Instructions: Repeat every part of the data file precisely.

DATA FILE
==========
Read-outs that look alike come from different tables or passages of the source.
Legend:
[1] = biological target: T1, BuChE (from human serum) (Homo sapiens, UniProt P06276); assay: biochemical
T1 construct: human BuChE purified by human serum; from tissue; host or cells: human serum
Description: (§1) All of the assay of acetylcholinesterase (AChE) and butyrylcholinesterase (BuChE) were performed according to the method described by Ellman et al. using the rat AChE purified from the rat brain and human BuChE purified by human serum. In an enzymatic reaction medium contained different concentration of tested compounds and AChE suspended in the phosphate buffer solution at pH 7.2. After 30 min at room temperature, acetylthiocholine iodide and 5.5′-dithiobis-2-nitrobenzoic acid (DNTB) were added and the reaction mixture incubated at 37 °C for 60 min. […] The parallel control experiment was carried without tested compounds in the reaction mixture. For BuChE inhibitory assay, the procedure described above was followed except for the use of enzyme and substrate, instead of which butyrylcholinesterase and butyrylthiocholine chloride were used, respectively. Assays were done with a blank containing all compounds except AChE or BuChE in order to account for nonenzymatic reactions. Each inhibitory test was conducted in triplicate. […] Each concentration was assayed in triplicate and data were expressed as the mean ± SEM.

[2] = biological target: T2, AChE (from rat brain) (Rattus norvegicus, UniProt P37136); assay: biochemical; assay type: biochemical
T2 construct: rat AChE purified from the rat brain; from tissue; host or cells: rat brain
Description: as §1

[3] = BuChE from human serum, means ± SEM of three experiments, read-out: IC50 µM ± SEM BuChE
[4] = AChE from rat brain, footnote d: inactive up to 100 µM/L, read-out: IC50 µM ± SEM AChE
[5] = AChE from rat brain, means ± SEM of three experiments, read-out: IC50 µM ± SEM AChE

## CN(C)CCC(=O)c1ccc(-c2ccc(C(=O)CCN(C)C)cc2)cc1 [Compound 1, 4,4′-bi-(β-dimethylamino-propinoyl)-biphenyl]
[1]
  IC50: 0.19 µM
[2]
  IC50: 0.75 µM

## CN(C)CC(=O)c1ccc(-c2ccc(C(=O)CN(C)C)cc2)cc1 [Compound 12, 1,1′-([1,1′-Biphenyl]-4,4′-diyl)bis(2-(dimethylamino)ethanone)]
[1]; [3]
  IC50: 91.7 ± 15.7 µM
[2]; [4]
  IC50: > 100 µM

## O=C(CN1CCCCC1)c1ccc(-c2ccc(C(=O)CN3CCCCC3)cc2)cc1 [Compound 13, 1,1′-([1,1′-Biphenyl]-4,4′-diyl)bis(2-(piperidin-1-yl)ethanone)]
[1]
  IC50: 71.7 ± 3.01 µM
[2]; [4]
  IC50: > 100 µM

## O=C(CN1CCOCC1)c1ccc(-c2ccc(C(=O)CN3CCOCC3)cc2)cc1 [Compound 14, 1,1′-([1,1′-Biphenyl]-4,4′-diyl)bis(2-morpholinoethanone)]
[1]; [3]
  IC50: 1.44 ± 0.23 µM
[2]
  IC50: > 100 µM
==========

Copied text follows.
Read-outs that look alike come from different tables or passages of the source.
Legend:
[1] = biological target: T1, BuChE (from human serum) (Homo sapiens, UniProt P06276); assay: biochemical
T1 construct: human BuChE purified by human serum; from tissue; host or cells: human serum
Description: (§1) All of the assay of acetylcholinesterase (AChE) and butyrylcholinesterase (BuChE) were performed according to the method described by Ellman et al. using the rat AChE purified from the rat brain and human BuChE purified by human serum. In an enzymatic reaction medium contained different concentration of tested compounds and AChE suspended in the phosphate buffer solution at pH 7.2. After 30 min at room temperature, acetylthiocholine iodide and 5.5′-dithiobis-2-nitrobenzoic acid (DNTB) were added and the reaction mixture incubated at 37 °C for 60 min. […] The parallel control experiment was carried without tested compounds in the reaction mixture. For BuChE inhibitory assay, the procedure described above was followed except for the use of enzyme and substrate, instead of which butyrylcholinesterase and butyrylthiocholine chloride were used, respectively. Assays were done with a blank containing all compounds except AChE or BuChE in order to account for nonenzymatic reactions. Each inhibitory test was conducted in triplicate. […] Each concentration was assayed in triplicate and data were expressed as the mean ± SEM.

[2] = biological target: T2, AChE (from rat brain) (Rattus norvegicus, UniProt P37136); assay: biochemical; assay type: biochemical
T2 construct: rat AChE purified from the rat brain; from tissue; host or cells: rat brain
Description: as §1

[3] = BuChE from human serum, means ± SEM of three experiments, read-out: IC50 µM ± SEM BuChE
[4] = AChE from rat brain, footnote d: inactive up to 100 µM/L, read-out: IC50 µM ± SEM AChE
[5] = AChE from rat brain, means ± SEM of three experiments, read-out: IC50 µM ± SEM AChE

## CN(C)CCC(=O)c1ccc(-c2ccc(C(=O)CCN(C)C)cc2)cc1 [Compound 1, 4,4′-bi-(β-dimethylamino-propinoyl)-biphenyl]
[1]
  IC50: 0.19 µM
[2]
  IC50: 0.75 µM

## CN(C)CC(=O)c1ccc(-c2ccc(C(=O)CN(C)C)cc2)cc1 [Compound 12, 1,1′-([1,1′-Biphenyl]-4,4′-diyl)bis(2-(dimethylamino)ethanone)]
[1]; [3]
  IC50: 91.7 ± 15.7 µM
[2]; [4]
  IC50: > 100 µM

## O=C(CN1CCCCC1)c1ccc(-c2ccc(C(=O)CN3CCCCC3)cc2)cc1 [Compound 13, 1,1′-([1,1′-Biphenyl]-4,4′-diyl)bis(2-(piperidin-1-yl)ethanone)]
[1]
  IC50: 71.7 ± 3.01 µM
[2]; [4]
  IC50: > 100 µM

## O=C(CN1CCOCC1)c1ccc(-c2ccc(C(=O)CN3CCOCC3)cc2)cc1 [Compound 14, 1,1′-([1,1′-Biphenyl]-4,4′-diyl)bis(2-morpholinoethanone)]
[1]; [3]
  IC50: 1.44 ± 0.23 µM
[2]
  IC50: > 100 µM